Dead Space 3‘s biggest crime is the changes to the ammo economy. Ammo is now universal meaning you will have one singular ammo type that will work on every single weapon you have. This is arguably here to make room for the unique weapon crafting which is for the most part excellent. Bringing Isaac’s engineering to the forefront here he is able to craft a multitude of weapons to take into battle. There are some incredible combinations from the goofy rotating line cutter to the incredible telemetry shotgun and force gun combo. It’s a blast to experiment with new weapons constantly. Especially since you will get an absolute wealth of crafting resources to experiment with.
Then you’ve got the little things. Like the absurd amount of elevators and progression-blocking doors that are scattered throughout the game. And when I say an absurd amount I really mean it. You can’t go multiple rooms apart from your co-op partner. It brings the game pacing down to a screeching stop and it can be infuriating, even on PC with the game installed on SSD. Or the fact that the side quests in the game use the exact same environments. You will often wonder if you’ve done them before.
The game-changing co-op mode
Whilst the gameplay is a mixed bag of changes to the formula, Dead Space 3 is still an incredibly solid shooter. There is one change that stood out the most, and that’s the co-op. Dead Space 3 can be played from beginning to end with a co-op partner and that made some exciting changes. Cutscenes and gameplay scenarios will play out slightly differently, as well as opening a host of new sidequests that evolve Carver’s personal story. It’s an ambitious undertaking to create a co-op experience that so seamlessly changes the whole game.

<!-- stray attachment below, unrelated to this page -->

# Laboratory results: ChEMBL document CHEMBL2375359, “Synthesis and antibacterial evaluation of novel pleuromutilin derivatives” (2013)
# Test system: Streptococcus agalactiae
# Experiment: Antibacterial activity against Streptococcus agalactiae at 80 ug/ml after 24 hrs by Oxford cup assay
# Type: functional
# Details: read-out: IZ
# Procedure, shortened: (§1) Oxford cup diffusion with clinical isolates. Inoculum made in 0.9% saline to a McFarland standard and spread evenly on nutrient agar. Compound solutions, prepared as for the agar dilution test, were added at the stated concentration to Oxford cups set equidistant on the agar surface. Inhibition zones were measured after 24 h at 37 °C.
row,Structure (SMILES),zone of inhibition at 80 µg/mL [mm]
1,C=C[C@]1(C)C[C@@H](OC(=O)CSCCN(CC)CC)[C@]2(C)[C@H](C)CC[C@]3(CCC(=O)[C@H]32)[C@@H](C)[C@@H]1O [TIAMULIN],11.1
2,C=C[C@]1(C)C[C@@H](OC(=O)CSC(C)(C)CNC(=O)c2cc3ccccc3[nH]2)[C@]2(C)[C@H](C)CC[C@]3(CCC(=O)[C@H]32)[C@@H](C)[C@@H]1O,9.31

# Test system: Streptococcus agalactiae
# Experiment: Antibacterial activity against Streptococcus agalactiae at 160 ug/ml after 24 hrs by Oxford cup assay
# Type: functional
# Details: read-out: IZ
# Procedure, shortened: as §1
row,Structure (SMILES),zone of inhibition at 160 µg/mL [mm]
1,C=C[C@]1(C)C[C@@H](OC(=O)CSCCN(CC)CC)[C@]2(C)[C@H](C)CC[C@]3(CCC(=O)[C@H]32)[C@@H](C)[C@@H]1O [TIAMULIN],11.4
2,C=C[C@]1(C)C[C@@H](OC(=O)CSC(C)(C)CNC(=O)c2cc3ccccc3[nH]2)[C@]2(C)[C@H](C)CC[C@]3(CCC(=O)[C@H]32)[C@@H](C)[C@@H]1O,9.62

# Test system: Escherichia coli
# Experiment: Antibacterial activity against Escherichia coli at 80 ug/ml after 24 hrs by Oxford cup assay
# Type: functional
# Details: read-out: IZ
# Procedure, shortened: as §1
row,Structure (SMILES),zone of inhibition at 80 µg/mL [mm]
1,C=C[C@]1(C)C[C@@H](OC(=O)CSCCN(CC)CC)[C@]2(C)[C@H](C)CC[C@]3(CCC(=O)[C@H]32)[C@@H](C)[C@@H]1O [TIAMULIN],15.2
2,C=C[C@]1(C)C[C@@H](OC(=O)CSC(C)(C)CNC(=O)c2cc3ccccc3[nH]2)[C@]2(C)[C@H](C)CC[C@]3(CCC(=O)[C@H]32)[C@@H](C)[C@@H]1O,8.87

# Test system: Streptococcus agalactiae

As a cooperative shooter, Dead Space 3 really starts to show its full potential story moments will change to bring Carver into the picture; including pretty much his entire character development and co-op exclusive sidequests that will cause one player to hallucinate things that aren’t there. It’s an interesting idea that brings a psychological element to the game, but isn’t developed enough at all.
Cutscenes will also change depending on if you are playing with a friend or not. This is because Carver will either go with Ellie or follow Isaac on his missions. Whilst a great idea in its own right, it is lacking in its execution. To start, a lot of the cutscenes with Carver tend to play out exactly the same, and the only major difference is how awkwardly Carver tries to get involved. He either walks off-screen or tries his hardest to stay in the frame with some awkward dialogue that nobody really acknowledges. Like Norton’s big betrayal in the second act, Carver just stands there looking at him like a puppy.